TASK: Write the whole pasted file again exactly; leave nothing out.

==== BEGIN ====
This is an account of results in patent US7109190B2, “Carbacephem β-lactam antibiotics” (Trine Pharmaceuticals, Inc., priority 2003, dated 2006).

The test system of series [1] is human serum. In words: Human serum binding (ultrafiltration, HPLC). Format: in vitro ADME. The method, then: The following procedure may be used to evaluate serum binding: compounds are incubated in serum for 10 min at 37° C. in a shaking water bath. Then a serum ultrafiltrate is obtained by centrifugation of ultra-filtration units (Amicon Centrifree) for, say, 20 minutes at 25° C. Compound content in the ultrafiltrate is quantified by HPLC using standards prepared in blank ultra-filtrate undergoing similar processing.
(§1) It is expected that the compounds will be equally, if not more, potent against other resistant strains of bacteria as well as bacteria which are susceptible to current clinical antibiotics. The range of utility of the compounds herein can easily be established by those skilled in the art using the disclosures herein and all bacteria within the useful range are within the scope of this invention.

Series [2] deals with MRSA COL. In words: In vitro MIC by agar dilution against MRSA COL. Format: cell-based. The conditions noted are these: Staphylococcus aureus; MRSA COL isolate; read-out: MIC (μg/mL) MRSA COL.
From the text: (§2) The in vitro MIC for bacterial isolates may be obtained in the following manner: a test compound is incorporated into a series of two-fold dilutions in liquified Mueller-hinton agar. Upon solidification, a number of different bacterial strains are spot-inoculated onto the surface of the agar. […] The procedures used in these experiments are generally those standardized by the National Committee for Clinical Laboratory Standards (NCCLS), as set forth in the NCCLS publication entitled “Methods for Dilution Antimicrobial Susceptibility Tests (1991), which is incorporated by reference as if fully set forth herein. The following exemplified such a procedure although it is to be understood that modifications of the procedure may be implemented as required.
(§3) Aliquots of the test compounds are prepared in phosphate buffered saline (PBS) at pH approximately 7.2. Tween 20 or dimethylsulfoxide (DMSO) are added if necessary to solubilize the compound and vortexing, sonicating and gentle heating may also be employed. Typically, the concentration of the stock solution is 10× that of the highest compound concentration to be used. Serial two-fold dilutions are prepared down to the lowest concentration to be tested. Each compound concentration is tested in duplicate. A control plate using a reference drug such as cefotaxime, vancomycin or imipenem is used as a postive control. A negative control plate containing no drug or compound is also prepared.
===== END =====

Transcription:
This is an account of results in patent US7109190B2, “Carbacephem β-lactam antibiotics” (Trine Pharmaceuticals, Inc., priority 2003, dated 2006).

The test system of series [1] is human serum. In words: Human serum binding (ultrafiltration, HPLC). Format: in vitro ADME. The method, then: The following procedure may be used to evaluate serum binding: compounds are incubated in serum for 10 min at 37° C. in a shaking water bath. Then a serum ultrafiltrate is obtained by centrifugation of ultra-filtration units (Amicon Centrifree) for, say, 20 minutes at 25° C. Compound content in the ultrafiltrate is quantified by HPLC using standards prepared in blank ultra-filtrate undergoing similar processing.
(§1) It is expected that the compounds will be equally, if not more, potent against other resistant strains of bacteria as well as bacteria which are susceptible to current clinical antibiotics. The range of utility of the compounds herein can easily be established by those skilled in the art using the disclosures herein and all bacteria within the useful range are within the scope of this invention.

Series [2] deals with MRSA COL. In words: In vitro MIC by agar dilution against MRSA COL. Format: cell-based. The conditions noted are these: Staphylococcus aureus; MRSA COL isolate; read-out: MIC (μg/mL) MRSA COL.
From the text: (§2) The in vitro MIC for bacterial isolates may be obtained in the following manner: a test compound is incorporated into a series of two-fold dilutions in liquified Mueller-hinton agar. Upon solidification, a number of different bacterial strains are spot-inoculated onto the surface of the agar. […] The procedures used in these experiments are generally those standardized by the National Committee for Clinical Laboratory Standards (NCCLS), as set forth in the NCCLS publication entitled “Methods for Dilution Antimicrobial Susceptibility Tests (1991), which is incorporated by reference as if fully set forth herein. The following exemplified such a procedure although it is to be understood that modifications of the procedure may be implemented as required.
(§3) Aliquots of the test compounds are prepared in phosphate buffered saline (PBS) at pH approximately 7.2. Tween 20 or dimethylsulfoxide (DMSO) are added if necessary to solubilize the compound and vortexing, sonicating and gentle heating may also be employed. Typically, the concentration of the stock solution is 10× that of the highest compound concentration to be used. Serial two-fold dilutions are prepared down to the lowest concentration to be tested. Each compound concentration is tested in duplicate. A control plate using a reference drug such as cefotaxime, vancomycin or imipenem is used as a postive control. A negative control plate containing no drug or compound is also prepared.